1/1 Weapons, brothers in arms with ANA
DVIDS | Sep 19 2012
PATROL BASE DETROIT, Afghanistan (September 10, 2012) — On the edge of Trek Nawa, an area between the Nawa and Marjah districts, stands a small patrol base where Marines and Afghan National Army soldiers come together and work side by side.
United by a common enemy, the Marines with Weapons Company, 1st Battalion, 1st Marines, Regimental Combat Team 6, and Afghan National Army soldiers with 1st Kandak, 1st Brigade, 215th Corps, strengthened an already solid friendship.
"Our principle role is to guide the Afghan National Army through the transition period," said Capt Glen Taylor, company commander with Weapons Company. "We'll get them fully prepared logistically and tactically to conduct combat operations against the enemy."
Trek Nawa is a known insurgent stronghold, and from the first patrols, the Marines took enemy small arms fire.
"We were in the lead during Ramadan while it was difficult for (the ANA) to conduct operations," Taylor added.
During Ramadan, the Afghan soldiers fasted from sunrise to sunset, making it dangerous when on patrol in temperatures reaching more than 130 degrees Fahrenheit.
"The ANA soldiers are tough," said 1st Lt. Stephen Huff, a platoon commander with the company. "They weren't eating or drinking through the day, but every morning they step out (on patrol) with us with no water or food. Some days we'd fight until the afternoon."
Marines took the lead in the partnered patrols during the Islamic holy month, helping to take some pressure off their Afghan counterparts. They engaged the enemy in numerous firefights while patrolling, and on one occasion, spent three consecutive days in Trek Nawa fighting the insurgency. When Ramadan ended, the Marines returned to a more supportive role with the ANA.
"The main ways we have an impact is through training the Afghan Army and advising them on their patrols and operations," Taylor said.
Every couple days, the Marines teach a variety of classes to the ANA, including mortar systems, marksmanship, night movements and land navigation.
The classes are designed to help the Afghans contain and disrupt the insurgents' operations and to develop more independence from coalition forces.
"The classes have really helped us against the enemy," said ANA Capt Aziz Mohammad, company commander, 1st Kandak, 1st Brigade, 215th Corps.
Mohammad's soldiers work closely with the Marines, and he said he would like to work with them in the future.
The Afghan soldiers plan and conduct their own patrols and operations, with the Marines in a supportive role.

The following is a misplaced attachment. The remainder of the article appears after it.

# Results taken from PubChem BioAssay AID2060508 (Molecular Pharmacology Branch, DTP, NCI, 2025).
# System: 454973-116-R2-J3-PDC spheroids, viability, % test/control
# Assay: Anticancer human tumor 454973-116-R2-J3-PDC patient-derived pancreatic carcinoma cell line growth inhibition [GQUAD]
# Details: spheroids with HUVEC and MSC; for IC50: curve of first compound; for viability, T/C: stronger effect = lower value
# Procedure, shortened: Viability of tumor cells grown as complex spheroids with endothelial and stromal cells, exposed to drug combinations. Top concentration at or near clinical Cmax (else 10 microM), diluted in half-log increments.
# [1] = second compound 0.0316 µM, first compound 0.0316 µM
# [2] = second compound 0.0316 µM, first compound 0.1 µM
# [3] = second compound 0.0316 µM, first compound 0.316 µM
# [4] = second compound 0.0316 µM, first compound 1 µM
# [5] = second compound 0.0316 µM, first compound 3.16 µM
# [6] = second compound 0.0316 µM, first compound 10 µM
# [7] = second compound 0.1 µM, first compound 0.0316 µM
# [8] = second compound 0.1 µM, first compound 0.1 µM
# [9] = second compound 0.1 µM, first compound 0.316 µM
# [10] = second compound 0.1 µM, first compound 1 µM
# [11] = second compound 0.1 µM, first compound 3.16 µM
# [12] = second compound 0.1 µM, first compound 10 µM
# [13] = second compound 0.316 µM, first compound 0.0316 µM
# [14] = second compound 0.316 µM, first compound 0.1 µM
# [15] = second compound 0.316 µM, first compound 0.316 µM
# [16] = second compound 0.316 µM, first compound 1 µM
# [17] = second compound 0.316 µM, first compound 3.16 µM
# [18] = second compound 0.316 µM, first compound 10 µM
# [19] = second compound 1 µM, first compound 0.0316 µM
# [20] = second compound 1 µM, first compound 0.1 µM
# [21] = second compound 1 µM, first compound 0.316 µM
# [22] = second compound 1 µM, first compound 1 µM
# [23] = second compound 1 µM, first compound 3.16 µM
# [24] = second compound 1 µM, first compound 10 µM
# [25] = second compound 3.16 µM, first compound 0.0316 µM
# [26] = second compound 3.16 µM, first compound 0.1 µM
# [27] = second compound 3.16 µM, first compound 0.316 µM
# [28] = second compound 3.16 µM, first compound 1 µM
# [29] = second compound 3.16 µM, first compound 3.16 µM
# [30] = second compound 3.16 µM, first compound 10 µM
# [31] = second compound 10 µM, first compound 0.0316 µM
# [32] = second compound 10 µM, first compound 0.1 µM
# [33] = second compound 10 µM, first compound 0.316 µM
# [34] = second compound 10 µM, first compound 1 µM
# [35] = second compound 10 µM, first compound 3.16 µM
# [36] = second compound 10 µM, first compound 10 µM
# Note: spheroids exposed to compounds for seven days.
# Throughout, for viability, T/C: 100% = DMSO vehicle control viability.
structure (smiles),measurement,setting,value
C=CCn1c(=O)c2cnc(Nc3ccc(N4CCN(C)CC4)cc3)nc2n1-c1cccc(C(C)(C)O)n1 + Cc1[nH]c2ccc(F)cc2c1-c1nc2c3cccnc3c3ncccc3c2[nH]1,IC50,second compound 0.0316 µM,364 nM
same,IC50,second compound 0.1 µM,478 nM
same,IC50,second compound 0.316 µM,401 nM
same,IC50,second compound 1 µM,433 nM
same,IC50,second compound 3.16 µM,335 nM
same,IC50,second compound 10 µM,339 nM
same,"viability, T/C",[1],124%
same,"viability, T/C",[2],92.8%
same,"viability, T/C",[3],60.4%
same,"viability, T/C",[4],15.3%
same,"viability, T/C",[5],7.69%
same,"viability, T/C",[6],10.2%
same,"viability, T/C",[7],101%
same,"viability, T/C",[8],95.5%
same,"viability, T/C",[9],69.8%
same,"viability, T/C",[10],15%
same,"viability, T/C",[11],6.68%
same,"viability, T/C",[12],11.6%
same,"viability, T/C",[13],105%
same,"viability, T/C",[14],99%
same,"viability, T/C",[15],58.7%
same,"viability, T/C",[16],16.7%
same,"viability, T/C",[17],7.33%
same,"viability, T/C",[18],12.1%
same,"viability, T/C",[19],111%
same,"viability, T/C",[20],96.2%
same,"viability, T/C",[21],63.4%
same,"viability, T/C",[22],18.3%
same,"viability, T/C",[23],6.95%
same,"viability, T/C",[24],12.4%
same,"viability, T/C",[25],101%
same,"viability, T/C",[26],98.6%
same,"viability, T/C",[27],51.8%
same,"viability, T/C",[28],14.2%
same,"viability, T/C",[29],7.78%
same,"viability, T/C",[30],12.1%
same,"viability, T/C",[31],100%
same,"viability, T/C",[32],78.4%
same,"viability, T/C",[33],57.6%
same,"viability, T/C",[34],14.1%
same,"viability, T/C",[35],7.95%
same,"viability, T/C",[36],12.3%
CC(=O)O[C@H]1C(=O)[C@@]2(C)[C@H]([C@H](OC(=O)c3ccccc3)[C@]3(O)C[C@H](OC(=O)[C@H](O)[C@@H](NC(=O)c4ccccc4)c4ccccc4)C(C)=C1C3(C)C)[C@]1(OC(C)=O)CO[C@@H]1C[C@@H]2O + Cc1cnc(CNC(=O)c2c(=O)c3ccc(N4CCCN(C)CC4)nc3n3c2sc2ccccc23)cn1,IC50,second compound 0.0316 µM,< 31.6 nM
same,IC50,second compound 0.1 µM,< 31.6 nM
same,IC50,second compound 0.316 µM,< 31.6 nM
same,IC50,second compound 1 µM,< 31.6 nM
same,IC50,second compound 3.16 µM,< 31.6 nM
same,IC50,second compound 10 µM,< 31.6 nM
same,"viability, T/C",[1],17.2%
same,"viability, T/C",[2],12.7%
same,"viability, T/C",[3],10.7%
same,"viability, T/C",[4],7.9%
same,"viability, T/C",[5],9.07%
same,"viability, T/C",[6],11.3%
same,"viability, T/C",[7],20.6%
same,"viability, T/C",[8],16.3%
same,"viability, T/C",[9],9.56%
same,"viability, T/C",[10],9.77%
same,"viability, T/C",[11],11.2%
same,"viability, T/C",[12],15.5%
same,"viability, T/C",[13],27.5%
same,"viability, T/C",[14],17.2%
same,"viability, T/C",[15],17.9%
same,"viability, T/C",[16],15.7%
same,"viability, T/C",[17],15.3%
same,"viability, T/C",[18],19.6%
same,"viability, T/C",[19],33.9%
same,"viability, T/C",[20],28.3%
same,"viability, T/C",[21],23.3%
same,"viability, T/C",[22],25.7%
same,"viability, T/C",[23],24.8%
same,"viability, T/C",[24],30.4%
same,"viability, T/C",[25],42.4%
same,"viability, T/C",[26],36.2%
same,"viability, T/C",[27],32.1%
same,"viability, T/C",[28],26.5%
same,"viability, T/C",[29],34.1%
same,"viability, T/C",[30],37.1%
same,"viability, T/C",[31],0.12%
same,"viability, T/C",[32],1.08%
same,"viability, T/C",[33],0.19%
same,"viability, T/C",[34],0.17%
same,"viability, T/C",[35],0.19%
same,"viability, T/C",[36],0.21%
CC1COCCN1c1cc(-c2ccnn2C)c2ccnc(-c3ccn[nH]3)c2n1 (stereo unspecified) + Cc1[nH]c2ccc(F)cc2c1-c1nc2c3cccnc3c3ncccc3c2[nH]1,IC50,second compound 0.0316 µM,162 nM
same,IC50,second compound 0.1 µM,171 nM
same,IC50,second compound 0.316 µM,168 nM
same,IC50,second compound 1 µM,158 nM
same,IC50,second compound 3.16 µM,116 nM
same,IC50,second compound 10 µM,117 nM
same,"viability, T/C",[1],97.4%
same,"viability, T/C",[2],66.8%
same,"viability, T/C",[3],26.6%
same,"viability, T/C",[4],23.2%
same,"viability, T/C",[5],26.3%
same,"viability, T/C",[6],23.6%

"Our mission is disruption operations to keep some of the (pressure) off the Nawa and Marjah districts," said Huff.
The ANA soldiers with 1st Kandak, 1st Brigade, 215th Corps, welcomed the Marines, and the two units built strong friendships during the past months.
"These are the best Marines we've had here," said ANA 1st Lt. Asrar Hussain, an officer with the kandak. "I like these Marines. They work hard with us and give us lots of training.
The Marines stood side by side the Afghans in combat, which created an instant bond.
"We were in firefights from day one," Huff said. "The cultural barrier quickly melted away, and we found each other sitting down and talking soldier to Marine."
Now the Marines regularly play sports on their downtime with the Afghans. The ANA have a volleyball court set up and some evenings the shouts and cheers from both sides can be heard throughout the patrol base.
Recently, when the Marines returned to base, the Afghans invited them over for dinner. They prepared enough rice, fresh fruit, beef and naan, a common bread served in Afghanistan, for all the Marines. To the Afghans, it was a kind gesture and showed a level of respect for their Marine counterparts. The Marines welcomed the gesture, more than happy to enjoy a fresh meal with their brothers in arms.
The Marines and ANA soldiers realize they have the same goal, and it united them on this small patrol base.
"We have the same target, and we have the same enemy," said Hussain. "Living on one base made us like one family."
The Defense Video & Imagery Distribution System (DVIDS) is provided as a public service operated by Third Army/U.S. Army Central (ARCENT) on behalf of the Department of the Army in support of all branches of the U.S. military (Navy, Air Force, Marines) and its Coalition partners serving in the U.S. Forces Central Command (CENTCOM) area of responsibility.
Aug 17 2012